The sun beat down on the decks of the Aegean Star as we sailed northwest through the crystal-blue waters of the Aegean from Skyros toward Gioura. The wind had died to a bare whisper. The sails hung almost as listlessly as the crew members that were on duty moved to accomplish their tasks. Even the off-duty watch was out on the decks to seek out what little breeze worked its wave over the yacht’s railing.
“It’s going to take us until well after dark to reach Gioura at this rate, Mr. Korias,” the captain said, joining me at the mahogany rail. We stood staring out over the almost mirror-like surface of the sea for long moments, before I found the energy to speak.
“I know it’s an uninhabited island these days, Captain, but I have some sentimental attachment to it. Plus, some of my fishing fleet are plying the waters near the island. I thought I’d see if we could catch up with a few of them to see how they’re doing.”
He stiffened as he turned to face me. “I’m the captain of the ship, but you are the commander. We go where you wish, Mr. Korias.” A smile split his weathered face before he spoke again, “Besides, any day out on the water beats the best days on land.”
I smiled back and clapped him on the shoulder. “Spoke like a true sailor. But tell me, do we need the engines, or do you think you can coax some speed out of those sails given this little a breeze, Captain Dellis?”
He bristled at me as if I’d insulted his best girl. . .which in a way, I had. “Sir, we’ll make way if I have to get the entire crew up here to blow on the sails.”
As he moved away, I could almost see the small black cloud full of lightning bolts forming over his head. To make up for my jest on his behalf, I moved astern and began summoning a nice breeze. Keeping my eyes closed and face expressionless, I felt the power of the sea as the water started to ripple at the first hint of the wind rising. Soon, there was the unmistakable dance as the wind and water interacted, and the ship’s sails filled. I could hear the first mate, Leandros, bellowing at the crew to trim the sails and take advantage of this lucky break.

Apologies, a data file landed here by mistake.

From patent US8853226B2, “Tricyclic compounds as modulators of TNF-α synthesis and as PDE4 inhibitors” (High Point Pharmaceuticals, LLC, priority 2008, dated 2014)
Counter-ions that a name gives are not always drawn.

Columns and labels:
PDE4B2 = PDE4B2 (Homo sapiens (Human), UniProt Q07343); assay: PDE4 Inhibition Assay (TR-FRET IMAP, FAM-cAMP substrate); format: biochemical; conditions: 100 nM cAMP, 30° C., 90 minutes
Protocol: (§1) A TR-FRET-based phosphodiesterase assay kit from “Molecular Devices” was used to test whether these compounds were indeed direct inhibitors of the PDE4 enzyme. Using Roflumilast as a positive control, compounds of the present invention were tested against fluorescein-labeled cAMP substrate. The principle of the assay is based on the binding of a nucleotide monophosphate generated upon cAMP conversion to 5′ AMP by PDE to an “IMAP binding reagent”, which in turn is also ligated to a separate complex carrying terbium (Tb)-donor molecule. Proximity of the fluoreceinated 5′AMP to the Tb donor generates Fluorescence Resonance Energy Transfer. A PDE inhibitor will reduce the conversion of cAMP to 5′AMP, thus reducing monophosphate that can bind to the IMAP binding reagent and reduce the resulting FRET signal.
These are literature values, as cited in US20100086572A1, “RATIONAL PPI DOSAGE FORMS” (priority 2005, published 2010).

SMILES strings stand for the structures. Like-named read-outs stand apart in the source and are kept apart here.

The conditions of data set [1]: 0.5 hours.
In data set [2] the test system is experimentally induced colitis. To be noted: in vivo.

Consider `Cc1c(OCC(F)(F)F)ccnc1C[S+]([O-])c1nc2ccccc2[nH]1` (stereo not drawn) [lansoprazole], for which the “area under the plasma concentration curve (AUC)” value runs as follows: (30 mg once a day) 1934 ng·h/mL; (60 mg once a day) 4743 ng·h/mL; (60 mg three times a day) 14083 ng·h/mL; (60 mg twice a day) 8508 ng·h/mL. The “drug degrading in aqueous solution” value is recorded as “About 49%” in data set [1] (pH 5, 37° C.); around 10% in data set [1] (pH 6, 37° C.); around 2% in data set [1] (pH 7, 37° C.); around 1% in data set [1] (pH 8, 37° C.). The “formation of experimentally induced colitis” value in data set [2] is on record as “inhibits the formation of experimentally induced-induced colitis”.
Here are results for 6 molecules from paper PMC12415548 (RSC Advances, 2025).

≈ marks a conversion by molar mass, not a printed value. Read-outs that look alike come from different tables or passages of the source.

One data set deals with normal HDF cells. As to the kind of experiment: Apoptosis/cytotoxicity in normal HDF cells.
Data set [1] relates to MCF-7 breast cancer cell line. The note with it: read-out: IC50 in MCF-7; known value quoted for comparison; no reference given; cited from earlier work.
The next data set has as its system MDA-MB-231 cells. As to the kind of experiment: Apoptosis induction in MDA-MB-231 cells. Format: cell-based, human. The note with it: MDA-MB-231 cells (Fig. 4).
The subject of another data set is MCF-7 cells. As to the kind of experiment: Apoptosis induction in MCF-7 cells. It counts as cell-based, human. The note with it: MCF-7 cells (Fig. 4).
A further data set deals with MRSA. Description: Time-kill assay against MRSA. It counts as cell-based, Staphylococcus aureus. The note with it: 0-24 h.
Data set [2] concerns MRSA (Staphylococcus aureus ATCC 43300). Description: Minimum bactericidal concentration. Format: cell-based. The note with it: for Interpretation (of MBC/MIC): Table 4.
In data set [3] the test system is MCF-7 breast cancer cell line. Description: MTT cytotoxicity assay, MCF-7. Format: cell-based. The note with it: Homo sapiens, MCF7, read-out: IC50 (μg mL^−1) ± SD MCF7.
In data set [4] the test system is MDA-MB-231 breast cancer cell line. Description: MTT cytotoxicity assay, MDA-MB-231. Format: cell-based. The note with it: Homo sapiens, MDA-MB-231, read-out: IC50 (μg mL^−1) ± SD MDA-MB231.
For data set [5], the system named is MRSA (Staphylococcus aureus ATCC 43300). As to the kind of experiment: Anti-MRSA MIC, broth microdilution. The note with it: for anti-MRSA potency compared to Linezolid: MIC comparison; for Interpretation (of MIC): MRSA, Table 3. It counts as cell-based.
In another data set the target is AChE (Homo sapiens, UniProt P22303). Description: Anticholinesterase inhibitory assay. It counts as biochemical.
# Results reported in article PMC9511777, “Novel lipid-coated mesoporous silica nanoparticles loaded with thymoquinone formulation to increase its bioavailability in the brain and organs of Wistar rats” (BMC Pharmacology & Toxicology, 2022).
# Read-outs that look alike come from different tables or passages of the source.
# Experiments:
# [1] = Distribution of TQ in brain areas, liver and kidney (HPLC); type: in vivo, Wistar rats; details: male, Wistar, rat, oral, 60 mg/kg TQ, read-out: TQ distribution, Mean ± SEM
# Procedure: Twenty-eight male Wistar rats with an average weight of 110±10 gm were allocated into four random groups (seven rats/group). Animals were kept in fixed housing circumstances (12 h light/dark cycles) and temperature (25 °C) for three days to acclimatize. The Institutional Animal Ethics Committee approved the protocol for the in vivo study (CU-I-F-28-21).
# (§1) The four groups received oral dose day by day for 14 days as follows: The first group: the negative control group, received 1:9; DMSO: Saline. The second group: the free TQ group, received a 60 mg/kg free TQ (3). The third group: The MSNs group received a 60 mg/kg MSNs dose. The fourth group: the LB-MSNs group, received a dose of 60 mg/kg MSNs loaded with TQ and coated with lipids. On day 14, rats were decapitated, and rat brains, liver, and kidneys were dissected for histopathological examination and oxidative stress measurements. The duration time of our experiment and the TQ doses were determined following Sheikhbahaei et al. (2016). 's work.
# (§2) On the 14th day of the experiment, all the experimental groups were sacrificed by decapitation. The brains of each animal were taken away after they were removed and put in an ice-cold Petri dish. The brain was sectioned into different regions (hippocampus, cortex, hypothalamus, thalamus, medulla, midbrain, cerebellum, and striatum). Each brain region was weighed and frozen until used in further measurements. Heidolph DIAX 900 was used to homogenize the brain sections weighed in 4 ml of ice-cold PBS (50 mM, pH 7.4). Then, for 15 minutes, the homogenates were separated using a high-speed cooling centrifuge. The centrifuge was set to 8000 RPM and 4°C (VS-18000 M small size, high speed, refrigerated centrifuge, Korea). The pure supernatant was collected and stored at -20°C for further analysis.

Satisfied the winds would sustain us, I moved toward the main cabin, passing Captain Dellis. “Seems your crew’s lungs will be spared yet again, Captain.”
He gave me a knowing look and merely shook his head. “At least we didn’t get a storm this time.”
“Storms are just showing off. They take too much energy. They’re just sound and fury and don’t produce good sailing winds. No, I suspect we just borrowed a bit of wind from Euros. Looks like you’ll have a nice trailing wind most of the way to our destination, Captain. My joints are pretty good at detecting changes in the weather, you know.”
Kristos made a snarking noise and then smiled. “Euros, eh? I always had an inkling those old stories had a kernel of truth in them. It was strange to find out I was right. However, I suspect your joints had nothing to do with this.”
I clutched my chest in feigned surprise. “Captain, you’re getting cynical in your old age.”
He scoffed at me before turning to return to his duties. Over his shoulder, he called, “I’m forty-two, sir. My father and grandfather are still sailing these waters. I think I’ve got a ways to go until I’m old.”
I patted him on the shoulder and headed toward my cabin. Forty-two? I couldn’t even remember my 42,000th birthday. Not that birthdays mean much when you’re immortal. Honestly, some days I’m happy when I can remember which century we’re in with these newfangled calendars and all. . .and whose calendar to use, anyway? Here in the Mediterranean, there are at least three calendars in use, and that’s not counting the Egyptian purists. Mortals worry about the strangest things.
When the sails were secured and the ship returned to its normal rhythm, I wandered down to my stateroom at the stern of the yacht. My steward had the room looking spotless, but it lacked the little touches that made it home when Doris was sailing with me. While the large king-sized bed was tempting, there were a few things to do before I could consider a nap. I opened a bottle of Barolo Riserva wine and poured myself a glass. A satisfied sip later, I sat down in the leather chair at my desk and opened my laptop. There was a new email from Doris, so I quickly opened it.